Home / Money / Calculators /  What is a domestic systemically important bank

Last week, the Reserve Bank of India (RBI) declared HDFC Bank Ltd to be a domestic systemically important bank (D-SIB). The other two such banks are State Bank of India (SBI) and ICICI Bank Ltd.

D-SIB means that the bank is too big to fail. According to the RBI, some banks become systemically important due to their size, cross-jurisdictional activities, complexity and lack of substitute and interconnection. Banks whose assets exceed 2% of GDP are considered part of this group. The RBI stated that should such a bank fail, there would be significant disruption to the essential services they provide to the banking system and the overall economy.

The too-big-to-fail tag also indicates that in case of distress, the government is expected to support these banks. Due to this perception, these banks enjoy certain advantages in funding. It also means that these banks have a different set of policy measures regarding systemic risks and moral hazard issues.

As per the framework, from 2015, every August, the central bank has to disclose names of banks designated as D-SIB. It classifies the banks under five buckets depending on order of importance. ICICI Bank and HDFC Bank are in bucket one while SBI falls in bucket three. Based on the bucket in which a D-SIB is, an additional common equity requirement applies. Banks in bucket one need to maintain a 0.15% incremental tier-I capital from April 2018. Banks in bucket three have to maintain an additional 0.45%. With bucket three being higher than bucket one, SBI has a higher additional requirement than ICICI Bank and HDFC Bank. All the banks under D-SIB are required to maintain higher share of risk-weighted assets as tier-I equity. According to the central bank, the additional capital requirement for these banks started in April 2016 in a phased manner and will be fully effective from April 2019.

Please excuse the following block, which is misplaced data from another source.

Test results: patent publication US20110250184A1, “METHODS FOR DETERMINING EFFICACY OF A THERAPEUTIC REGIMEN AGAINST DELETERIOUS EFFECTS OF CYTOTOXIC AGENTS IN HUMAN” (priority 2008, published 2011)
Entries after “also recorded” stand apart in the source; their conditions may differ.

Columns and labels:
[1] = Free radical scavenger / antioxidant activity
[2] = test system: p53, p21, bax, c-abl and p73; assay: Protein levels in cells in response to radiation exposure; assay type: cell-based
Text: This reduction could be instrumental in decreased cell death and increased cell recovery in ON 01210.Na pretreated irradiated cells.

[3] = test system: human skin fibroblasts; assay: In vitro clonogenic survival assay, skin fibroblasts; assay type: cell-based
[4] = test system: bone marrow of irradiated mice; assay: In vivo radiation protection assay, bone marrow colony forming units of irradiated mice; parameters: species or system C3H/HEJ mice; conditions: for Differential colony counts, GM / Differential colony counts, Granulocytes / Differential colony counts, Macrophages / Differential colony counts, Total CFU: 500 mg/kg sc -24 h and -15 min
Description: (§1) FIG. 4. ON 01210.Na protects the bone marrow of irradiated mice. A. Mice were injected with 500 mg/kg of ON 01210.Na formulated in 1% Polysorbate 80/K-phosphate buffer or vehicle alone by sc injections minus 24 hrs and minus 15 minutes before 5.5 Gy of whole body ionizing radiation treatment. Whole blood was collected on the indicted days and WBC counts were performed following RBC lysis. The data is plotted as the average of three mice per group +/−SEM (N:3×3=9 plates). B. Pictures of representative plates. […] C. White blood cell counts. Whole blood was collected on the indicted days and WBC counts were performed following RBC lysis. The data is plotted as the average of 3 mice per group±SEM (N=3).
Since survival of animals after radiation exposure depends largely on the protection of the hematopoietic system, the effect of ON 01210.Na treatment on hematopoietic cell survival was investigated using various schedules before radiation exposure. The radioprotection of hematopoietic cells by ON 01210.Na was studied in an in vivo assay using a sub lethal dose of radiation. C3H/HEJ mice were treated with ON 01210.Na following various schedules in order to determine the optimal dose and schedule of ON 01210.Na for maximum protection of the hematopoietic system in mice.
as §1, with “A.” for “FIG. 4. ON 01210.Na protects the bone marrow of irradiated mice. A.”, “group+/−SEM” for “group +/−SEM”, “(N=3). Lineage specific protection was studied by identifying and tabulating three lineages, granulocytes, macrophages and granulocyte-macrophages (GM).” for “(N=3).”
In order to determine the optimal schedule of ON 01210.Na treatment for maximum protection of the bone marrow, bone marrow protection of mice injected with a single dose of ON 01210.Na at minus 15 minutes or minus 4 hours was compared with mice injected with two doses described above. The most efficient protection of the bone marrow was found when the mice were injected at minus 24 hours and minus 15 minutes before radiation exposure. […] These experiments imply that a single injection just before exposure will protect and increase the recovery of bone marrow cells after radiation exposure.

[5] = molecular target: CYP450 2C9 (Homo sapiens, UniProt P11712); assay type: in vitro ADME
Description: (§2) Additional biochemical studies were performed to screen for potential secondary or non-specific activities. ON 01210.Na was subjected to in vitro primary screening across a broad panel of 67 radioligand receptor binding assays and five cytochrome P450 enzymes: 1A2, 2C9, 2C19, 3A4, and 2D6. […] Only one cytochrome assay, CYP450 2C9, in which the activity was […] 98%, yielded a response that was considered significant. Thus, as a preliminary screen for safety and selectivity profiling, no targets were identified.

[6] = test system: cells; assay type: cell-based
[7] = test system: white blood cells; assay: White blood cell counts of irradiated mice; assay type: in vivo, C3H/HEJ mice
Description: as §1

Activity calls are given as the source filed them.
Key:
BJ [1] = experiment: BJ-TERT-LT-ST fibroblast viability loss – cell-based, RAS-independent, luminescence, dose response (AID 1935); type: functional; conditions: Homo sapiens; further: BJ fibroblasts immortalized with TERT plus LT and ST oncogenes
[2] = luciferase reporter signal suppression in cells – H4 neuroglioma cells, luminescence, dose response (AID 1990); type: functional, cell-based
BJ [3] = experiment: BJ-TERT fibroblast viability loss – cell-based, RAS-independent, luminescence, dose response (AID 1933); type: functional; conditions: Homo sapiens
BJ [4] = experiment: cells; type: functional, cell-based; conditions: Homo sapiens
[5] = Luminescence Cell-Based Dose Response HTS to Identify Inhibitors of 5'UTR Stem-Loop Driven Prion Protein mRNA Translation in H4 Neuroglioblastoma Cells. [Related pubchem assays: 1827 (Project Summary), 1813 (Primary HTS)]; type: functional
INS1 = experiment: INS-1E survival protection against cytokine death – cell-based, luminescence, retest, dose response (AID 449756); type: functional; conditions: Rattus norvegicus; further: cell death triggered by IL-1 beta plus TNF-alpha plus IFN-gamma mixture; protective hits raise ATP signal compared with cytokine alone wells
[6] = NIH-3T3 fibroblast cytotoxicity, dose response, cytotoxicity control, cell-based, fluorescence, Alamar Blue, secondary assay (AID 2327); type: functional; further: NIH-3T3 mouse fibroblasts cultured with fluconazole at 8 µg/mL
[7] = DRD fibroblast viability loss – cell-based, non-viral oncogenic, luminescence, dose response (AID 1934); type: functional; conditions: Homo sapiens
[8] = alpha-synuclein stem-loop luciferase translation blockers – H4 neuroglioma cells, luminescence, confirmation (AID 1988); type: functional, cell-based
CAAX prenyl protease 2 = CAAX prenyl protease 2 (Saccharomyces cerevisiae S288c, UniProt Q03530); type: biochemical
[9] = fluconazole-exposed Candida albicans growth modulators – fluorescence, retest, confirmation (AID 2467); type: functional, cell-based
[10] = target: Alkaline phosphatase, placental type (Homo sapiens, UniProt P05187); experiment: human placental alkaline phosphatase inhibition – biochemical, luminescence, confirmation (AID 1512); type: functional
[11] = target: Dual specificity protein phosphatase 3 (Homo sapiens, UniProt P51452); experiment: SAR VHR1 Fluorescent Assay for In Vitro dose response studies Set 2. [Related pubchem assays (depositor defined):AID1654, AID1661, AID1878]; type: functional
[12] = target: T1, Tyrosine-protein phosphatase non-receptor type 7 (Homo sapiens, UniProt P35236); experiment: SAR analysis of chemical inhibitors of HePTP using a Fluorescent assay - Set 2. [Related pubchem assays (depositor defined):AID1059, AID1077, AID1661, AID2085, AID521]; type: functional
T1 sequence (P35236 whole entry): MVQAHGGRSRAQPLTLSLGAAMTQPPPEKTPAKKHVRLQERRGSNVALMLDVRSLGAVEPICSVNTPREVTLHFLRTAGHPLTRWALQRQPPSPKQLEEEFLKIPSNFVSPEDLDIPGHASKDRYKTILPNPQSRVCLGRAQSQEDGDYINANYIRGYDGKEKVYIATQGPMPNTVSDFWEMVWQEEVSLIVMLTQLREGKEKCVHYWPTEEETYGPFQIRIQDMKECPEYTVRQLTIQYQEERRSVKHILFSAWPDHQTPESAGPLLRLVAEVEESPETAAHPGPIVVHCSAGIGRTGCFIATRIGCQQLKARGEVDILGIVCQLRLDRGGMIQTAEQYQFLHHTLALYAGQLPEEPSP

The concept of D-SIB emerged after the global financial crisis. Whether your bank is in the D-SIB list or not, your fixed deposits are insured up to Rs1 lakh under the Deposit Insurance and Credit Guarantee Corporation (DICGC). This means, in case of default, DICGC will pay you up to Rs1 lakh. Also, so far, there hasn’t been an incident where the government has not rescued depositors during a crisis in commercial banks. The government has also come to the rescue of large co-operative banks.

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